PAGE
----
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February 19, 2019

Chester County Food Bank 2/8/19 Volunteer Work

On Friday, February 8th, a group of Financial Coach clients joined our team in volunteering at the Chester County Food Bank where we made over 600 1lb bags of soup and packaged over 700 weekend backpack bags for children in need of food for the weekend.

We wanted to take the opportunity to thank all of those who were able to join us as well as those unable to register.  We found it to be an awesome and rewarding experience.  Lauren Van Dyk, the volunteer coordinator for the Food Bank, gave us an introductory talk to make us aware of how important their work in our community really is.  It was enlightening and rattling at the same time.  The amount of elderly and children in our area that do not know where their next meal is coming from is staggering.

Pictures from our February 8th volunteer work with the Chester County Food Bank are shown below.  Thank you again to those who volunteered!

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January 15, 2019

Recognize and Prevent Fraud

We have seen an increase in the amount of Cybercrime and fraud threats in the last few years and suspect that trend will continue.  While Financial Coach plays an important role in helping protect your assets, you also can act to protect yourself and help secure your information. We’ve summarized below common cyber fraud tactics, along with tips and best practices. We also cover actions to take if you suspect that your personal information has been compromised.

Cyber criminals exploit our increasing reliance on technology. Methods used to compromise a victim’s identity or login credentials – such as malware, phishing, and social engineering – are increasingly sophisticated and difficult to spot. A fraudster’s goal is to obtain information to access your accounts and assets or sell your information for this purpose. Fortunately, criminals often take the path of least resistance. Following best practices and applying caution when sharing information or executing transactions makes a big difference.


What it may look like

Recognizing an attempt at committing fraud may improve the ability to prevent its occurrence. The scenarios below are examples of a few methods used by criminals to fraudulently collect private information.

  • You receive a seemingly legitimate email from your bank regarding a recent data breach. It highly encourages that you check your account and even provides a link to a specified website dedicated to this incident.

Cyber criminals use these types of “phishing” attempts to lure victims to fake websites, which often even appear identical to those of legitimate companies, where they collect information from anyone who attempts to log in and check accounts.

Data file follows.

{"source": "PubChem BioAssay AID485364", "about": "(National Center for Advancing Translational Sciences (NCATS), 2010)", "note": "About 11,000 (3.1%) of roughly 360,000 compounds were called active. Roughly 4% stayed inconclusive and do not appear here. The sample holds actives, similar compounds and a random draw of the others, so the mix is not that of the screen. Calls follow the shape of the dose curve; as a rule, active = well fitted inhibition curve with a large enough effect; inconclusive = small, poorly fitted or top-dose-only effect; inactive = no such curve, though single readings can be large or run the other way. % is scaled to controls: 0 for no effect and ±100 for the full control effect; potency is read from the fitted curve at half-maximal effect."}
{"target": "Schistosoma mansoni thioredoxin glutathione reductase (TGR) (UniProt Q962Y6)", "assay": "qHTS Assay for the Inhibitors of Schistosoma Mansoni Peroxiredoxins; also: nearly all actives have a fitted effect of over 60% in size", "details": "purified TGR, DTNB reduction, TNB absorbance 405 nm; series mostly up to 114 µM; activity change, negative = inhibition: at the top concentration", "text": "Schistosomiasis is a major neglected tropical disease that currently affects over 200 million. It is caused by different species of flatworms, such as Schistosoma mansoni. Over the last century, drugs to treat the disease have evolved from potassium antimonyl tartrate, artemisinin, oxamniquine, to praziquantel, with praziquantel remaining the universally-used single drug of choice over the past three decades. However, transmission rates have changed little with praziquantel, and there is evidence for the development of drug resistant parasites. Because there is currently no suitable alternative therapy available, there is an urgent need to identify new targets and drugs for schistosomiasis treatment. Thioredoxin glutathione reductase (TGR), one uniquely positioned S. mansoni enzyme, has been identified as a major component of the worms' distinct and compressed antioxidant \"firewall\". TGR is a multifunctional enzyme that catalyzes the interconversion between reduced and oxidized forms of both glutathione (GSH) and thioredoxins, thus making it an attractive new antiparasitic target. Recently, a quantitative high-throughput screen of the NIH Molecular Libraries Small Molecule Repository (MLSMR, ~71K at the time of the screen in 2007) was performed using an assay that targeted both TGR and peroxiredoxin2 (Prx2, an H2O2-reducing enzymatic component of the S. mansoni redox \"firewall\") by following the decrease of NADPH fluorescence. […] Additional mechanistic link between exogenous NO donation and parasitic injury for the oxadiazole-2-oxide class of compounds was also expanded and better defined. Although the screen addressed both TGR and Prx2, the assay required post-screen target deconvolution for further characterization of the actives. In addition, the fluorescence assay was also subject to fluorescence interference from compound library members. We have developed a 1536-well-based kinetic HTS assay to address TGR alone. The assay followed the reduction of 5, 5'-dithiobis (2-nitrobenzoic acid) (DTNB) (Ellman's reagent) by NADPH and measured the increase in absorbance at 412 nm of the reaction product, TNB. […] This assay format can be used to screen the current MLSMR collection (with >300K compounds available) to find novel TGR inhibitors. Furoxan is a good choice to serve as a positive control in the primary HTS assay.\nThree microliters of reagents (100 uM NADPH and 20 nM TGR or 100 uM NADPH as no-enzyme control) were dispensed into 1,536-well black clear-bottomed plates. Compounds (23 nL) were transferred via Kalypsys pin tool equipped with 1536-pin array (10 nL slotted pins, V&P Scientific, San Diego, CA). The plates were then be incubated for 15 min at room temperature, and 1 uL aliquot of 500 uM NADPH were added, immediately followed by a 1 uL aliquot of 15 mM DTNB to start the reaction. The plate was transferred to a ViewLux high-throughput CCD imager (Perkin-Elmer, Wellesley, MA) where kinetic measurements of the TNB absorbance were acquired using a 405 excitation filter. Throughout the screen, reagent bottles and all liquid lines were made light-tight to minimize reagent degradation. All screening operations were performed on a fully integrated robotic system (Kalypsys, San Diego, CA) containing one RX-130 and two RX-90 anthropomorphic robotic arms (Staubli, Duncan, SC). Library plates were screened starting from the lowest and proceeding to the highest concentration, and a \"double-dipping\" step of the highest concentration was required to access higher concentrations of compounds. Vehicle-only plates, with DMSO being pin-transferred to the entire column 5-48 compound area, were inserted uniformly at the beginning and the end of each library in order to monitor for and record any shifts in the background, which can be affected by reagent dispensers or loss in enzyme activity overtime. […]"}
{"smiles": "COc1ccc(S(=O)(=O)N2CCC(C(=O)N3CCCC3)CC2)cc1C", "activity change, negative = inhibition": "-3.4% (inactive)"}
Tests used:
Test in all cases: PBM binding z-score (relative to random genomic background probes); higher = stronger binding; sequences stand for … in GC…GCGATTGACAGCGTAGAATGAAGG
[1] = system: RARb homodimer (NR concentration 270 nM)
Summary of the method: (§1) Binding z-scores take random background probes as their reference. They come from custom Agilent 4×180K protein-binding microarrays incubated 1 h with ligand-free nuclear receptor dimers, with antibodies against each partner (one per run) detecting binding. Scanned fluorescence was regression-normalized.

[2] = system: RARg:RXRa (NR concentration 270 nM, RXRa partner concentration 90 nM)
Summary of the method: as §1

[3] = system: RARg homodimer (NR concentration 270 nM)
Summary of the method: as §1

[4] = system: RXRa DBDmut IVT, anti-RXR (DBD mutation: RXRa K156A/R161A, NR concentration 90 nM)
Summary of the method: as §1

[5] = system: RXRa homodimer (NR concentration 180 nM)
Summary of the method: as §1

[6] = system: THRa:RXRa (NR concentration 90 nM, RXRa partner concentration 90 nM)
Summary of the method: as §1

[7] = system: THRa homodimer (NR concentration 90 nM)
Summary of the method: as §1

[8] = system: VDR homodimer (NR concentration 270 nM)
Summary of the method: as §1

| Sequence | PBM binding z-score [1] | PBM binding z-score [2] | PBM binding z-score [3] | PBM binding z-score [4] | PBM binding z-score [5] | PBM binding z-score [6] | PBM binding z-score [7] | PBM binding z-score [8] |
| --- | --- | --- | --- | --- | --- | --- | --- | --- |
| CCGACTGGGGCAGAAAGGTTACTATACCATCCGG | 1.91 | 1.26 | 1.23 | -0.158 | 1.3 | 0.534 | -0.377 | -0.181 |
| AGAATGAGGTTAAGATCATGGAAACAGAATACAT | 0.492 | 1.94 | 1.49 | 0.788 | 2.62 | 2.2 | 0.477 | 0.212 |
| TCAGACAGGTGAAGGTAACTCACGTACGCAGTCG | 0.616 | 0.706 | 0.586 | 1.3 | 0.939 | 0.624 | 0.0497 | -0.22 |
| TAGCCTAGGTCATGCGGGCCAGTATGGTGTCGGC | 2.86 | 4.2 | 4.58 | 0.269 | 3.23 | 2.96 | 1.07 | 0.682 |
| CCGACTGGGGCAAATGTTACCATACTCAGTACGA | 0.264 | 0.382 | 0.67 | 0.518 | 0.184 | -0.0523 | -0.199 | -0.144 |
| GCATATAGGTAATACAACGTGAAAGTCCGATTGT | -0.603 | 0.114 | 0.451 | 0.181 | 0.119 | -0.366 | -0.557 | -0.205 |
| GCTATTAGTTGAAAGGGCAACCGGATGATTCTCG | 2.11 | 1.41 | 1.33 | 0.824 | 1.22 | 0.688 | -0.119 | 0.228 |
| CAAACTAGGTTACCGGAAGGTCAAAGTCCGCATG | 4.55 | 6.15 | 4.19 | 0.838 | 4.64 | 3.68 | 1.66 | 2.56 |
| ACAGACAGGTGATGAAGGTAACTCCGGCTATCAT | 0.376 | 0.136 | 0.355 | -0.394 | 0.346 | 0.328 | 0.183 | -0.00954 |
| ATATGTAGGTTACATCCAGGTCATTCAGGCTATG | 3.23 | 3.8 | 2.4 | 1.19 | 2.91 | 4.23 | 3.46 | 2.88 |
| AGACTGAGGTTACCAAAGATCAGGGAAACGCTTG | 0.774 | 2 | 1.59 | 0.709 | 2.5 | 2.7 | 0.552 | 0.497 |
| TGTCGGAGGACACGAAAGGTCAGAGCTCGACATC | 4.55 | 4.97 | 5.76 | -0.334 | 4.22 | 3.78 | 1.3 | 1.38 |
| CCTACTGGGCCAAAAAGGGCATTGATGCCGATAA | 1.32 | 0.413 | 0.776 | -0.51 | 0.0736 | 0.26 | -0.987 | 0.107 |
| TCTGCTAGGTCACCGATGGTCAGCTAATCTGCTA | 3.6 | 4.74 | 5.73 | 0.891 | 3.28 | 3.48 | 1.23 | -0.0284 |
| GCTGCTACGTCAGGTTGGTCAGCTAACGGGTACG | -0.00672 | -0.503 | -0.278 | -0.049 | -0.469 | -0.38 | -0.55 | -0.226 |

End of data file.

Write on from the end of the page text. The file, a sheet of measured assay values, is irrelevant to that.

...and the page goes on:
• A familiar and reputable company you often shop sends you a ‘limited special offer’ in the form of an email attachment, which appears to be nothing more than an advertisement when opened.

Schemes like this are used to trick victims into installing “malware”, which is software specifically designed to disrupt, damage, or gain unauthorized access to computer systems. Creating a doorway into your computer, criminals are then able to collect personal information by accessing personal files, email, and web-browsing activities. Some may even spend days, months, or years monitoring activities for patterns before attempting to impersonate without raising flags.

  • The phone rings. Its ABC Insurance Company informing you of a payout from a loved one’s insurance policy. Not quite thinking it through, you provide banking information for payment to go directly into your account.

Unfortunately, there are heartless criminals who prey on the loved ones of the recently departed. Using newspapers, websites, and other sources, they piece together information from obituaries and other public records in hopes of catching the fragile in mourning off-guard.


What you can do to prevent it

Be suspicious and trust your gut!

Always second guess unsolicited or unexpected phone calls, text messages, email and even mail, especially when asked to send money or disclose personal information. Hang up the phone/Do not reply to the email/mail at even the slightest suspicion. If the caller/sender is someone you know, confirm the legitimacy of their request by contacting them at a familiar phone number, not an alternate number provided on caller ID or within a suspicious email.

Assume someone is always watching. 

Don’t open links or attachments from unknown sources. Never enter confidential information in public areas. Always visit websites by entering known web addresses into your browser, rather than visiting by clicking links contained within emails.

Beware of urgency and pressure. 

Urgent-sounding, legitimate-looking emails are intended to tempt you to accidentally disclose personal information or install malware. Callers who apply pressure, even be in the form of a friendly caller ‘acting in your best interest’, are may be trying to catch you off-guard.

Monitor, monitor, monitor.

Regularly check your email and financial account statements, such as banks and credit cards, for suspicious activity.

Avoid conducting personal business through email.